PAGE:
n independent audit will be performed on the Gulf Coast Claims Facility, the $20 billion fund set up to compensate victims of last year’s BP oil spill in the Gulf of Mexico, U.S. Attorney General Eric Holder said. In a letter to the fund’s administrator, Kenneth Feinberg, Holder stressed that the goal is to balance the need for resolving claims quickly and fairly along with the need to start an audit before the end of the year. Holder said the fund’s “highest priority” should be to achieve speed and fairness. Holder made a June 30 trip to the Gulf Coast in which he heard concerns from Alabama officials and residents about the transparency of the claims process. In his letter, the attorney general said Feinberg agreed to an audit, a step that Holder has been urging for some time. In response, Feinberg said the audit will

begin this year but won’t disrupt “the timely processing of claims.” He said the audit “is something we have always considered we would do.” To date, the fund has paid $4.7 billion to 198,475 claimants. The total number who have sought money stands at 522,506, many with multiple claims. In all, the fund has nearly 1 million claims and continues to receive thousands of claims each week. Feinberg also oversaw payouts from the victims compensation fund that was set up after the Sept. 11, 2001, terrorist attacks. The procedures to implement the 9/11 fund’s activities were audited, said Deborah Greenspan, the fund’s deputy. Feinberg said the 9/11 claims themselves were not audited because of confidentiality requirements and proprietary information. He noted that the 9/11 fund did issue a final report that laid out overhead costs and expenses related to claims. CJ

Punitive Damage Claims for Gulf Oil Spill Move Ahead By Moira Herbst

P

laintiff lawyers claimed a victory recently when a U.S. federal judge overseeing hundreds of lawsuits against BP and others over last year’s big oil spill in the Gulf of Mexico allowed much of the case to move ahead, including punitive damages claims. “We are very pleased with the ruling,” said Stephen Herman, a lead attorney for the plaintiffs, who include more than 100,000 individuals, businesses and property owners alleging spill-related losses. “The court agreed with us on all major points.” A spokeswoman for BP, the main defendant, said the company had no comment. The ruling by U.S. District Judge Carl Barbier in New Orleans allows claims for punitive damages under general maritime law to move forward. BP and other defendants had asserted in court filings that the Oil Pollution Act does not allow plaintiffs to collect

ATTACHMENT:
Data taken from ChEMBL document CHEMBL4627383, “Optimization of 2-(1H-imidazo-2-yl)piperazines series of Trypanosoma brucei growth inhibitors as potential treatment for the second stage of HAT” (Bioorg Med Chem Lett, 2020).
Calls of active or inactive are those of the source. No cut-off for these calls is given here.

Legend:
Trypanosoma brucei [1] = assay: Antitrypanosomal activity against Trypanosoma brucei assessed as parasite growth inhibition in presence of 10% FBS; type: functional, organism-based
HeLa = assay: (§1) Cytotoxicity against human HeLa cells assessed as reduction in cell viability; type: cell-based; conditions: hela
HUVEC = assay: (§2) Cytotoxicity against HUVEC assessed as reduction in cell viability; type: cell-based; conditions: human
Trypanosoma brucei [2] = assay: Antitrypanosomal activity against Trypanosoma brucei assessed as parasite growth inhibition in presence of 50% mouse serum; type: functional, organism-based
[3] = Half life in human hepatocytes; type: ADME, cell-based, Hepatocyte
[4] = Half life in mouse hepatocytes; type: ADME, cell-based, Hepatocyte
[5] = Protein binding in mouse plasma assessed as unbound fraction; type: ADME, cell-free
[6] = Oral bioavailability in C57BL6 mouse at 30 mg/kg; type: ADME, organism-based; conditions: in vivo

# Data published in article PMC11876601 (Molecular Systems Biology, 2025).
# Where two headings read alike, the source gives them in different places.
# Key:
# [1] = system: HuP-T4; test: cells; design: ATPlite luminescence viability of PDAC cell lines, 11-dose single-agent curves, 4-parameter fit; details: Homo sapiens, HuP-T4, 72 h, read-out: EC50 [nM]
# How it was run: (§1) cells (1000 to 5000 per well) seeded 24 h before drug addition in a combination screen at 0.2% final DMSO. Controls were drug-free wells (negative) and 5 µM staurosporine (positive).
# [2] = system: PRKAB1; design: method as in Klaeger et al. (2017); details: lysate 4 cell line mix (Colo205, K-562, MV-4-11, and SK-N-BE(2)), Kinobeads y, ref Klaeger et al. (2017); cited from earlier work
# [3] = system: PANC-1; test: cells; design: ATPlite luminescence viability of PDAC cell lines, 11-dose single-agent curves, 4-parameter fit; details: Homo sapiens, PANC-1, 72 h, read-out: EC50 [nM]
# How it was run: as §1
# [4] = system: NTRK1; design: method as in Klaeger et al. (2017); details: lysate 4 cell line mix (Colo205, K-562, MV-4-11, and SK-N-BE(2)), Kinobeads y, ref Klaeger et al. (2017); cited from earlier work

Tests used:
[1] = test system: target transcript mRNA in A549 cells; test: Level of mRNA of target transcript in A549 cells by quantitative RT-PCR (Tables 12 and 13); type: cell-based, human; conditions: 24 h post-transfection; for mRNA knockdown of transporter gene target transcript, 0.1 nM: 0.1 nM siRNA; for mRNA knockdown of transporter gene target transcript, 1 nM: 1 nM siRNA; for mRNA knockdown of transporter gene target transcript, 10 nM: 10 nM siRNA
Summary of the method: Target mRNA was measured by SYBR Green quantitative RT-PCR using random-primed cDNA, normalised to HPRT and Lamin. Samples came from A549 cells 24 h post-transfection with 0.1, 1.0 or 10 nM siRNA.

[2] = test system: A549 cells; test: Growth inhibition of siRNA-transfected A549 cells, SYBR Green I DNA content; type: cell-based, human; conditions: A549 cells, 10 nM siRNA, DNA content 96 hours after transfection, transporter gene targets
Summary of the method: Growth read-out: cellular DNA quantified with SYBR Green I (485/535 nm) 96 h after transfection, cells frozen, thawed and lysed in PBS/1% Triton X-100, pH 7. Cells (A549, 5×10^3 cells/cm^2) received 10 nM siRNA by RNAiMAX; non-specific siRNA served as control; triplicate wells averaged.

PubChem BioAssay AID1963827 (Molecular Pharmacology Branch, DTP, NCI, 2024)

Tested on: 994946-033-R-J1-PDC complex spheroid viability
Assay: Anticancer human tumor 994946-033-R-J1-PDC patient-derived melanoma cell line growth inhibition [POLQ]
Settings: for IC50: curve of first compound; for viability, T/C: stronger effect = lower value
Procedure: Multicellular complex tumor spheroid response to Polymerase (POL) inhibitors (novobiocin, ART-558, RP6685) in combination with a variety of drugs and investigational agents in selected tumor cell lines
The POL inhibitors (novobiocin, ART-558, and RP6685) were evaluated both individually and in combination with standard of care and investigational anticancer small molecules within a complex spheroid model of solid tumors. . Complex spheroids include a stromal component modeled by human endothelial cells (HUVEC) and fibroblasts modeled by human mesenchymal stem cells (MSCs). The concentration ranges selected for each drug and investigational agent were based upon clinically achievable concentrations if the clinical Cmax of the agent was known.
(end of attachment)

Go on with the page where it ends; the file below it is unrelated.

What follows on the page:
punitive damages. The ruling dismissed some claims against BP and its co-defendants, including state law claims, which Barbier said are “preempted by maritime law.” It also dismissed general maritime negligence claims against defendants Anadarko and Mitsui’s MOEX Offshore. The judge also ruled that plaintiffs “have plausibly alleged” Oil Pollution Act claims related to the drilling moratorium and a Gulf Coast cleanup program set up in the wake of the oil spill. Oil Pollution Act claims against Anadarko were kept in the litigation. The ruling applies to non-governmental claims of economic loss and property damage. It does not cover claims brought by state and local governments that are also included in the consolidated litigation. The case is In Re: Oil Spill by the Oil Rig

“Deepwater Horizon” in the Gulf of Mexico on April 20, 2010, U.S. District Court, Eastern District of Louisiana, No. 2:10-md-02179. CJ

Copyright 2011 Reuters. Claims Journal | Fal 2011

15


CLAIMS REVIEW | FRAUD FOCUS

‘Fraud Dog’ Bringing Insurance Cases to TV

Fraud Dog cast on location: Mike Marks, Linda Webb and Leigh Ann Mills

By Denise Johnson

I

nsurance fraud is so big it could be getting its own reality television show.

The show, called the “Fraud Dog,” is in pilot production, and will star Linda Webb, a former AIG insurance claim executive and white collar crime detective turned claims consultant in Florida. Similar in format to the “America’s Most Wanted” TV series, Webb’s 30-minute reality show will highlight actual fraud cases through re-enactments. Her production company has already completed some filming in Chicago and New York and is in talks to determine when and where the show will air. “We sent it out to multiple networks and we’re waiting now to finalize the contracts on which network it’s going to be on,” Webb told ClaimsJournal.com.

Webb hopes the television show catches on because she believes the nation is not taking fraud seriously enough — and needs to understand how fraud affects every business and citizen, not just insurance companies. “I really firmly believe that America needs to wake up, and not only do we need to wake up about fraud, but we need everybody’s help … We all need to unite, we need to join forces, and we need everybody’s help.” She believes the only way to stop fraud is by engaging the public. “Education breeds prevention; it breeds awareness,” Webb said. The goal is for the viewer to gain a better understanding of how a fraudulent claim might take place. “Each show will be dedicated to a different type of fraud scam, and when you get done with the television show, you’re going to know how the fraud occurs, how to be aware of it, and how to … not be a victim of it,” according to Webb. For example, she just filmed a chiropractic fraud episode in Chicago. “A doctor that’s a certified fraud exam-

Webb says the nation needs to understand how fraud affects every business and citizen.

16 Claims Journal | Fall 2011